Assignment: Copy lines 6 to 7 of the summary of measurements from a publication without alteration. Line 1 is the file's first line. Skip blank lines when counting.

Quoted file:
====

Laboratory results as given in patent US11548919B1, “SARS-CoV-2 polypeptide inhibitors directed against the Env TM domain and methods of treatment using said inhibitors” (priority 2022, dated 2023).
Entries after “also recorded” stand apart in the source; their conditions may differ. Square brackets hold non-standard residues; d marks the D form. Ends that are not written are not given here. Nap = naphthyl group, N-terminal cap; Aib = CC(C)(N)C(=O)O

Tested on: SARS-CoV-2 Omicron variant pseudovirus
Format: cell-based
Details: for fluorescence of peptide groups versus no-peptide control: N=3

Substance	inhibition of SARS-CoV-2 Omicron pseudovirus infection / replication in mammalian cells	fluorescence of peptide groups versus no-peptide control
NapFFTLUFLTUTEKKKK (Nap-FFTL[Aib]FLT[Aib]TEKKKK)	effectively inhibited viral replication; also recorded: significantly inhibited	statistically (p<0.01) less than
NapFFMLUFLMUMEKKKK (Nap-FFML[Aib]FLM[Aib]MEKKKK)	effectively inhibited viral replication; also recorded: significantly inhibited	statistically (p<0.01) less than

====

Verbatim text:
Substance	inhibition of SARS-CoV-2 Omicron pseudovirus infection / replication in mammalian cells	fluorescence of peptide groups versus no-peptide control
NapFFTLUFLTUTEKKKK (Nap-FFTL[Aib]FLT[Aib]TEKKKK)	effectively inhibited viral replication; also recorded: significantly inhibited	statistically (p<0.01) less than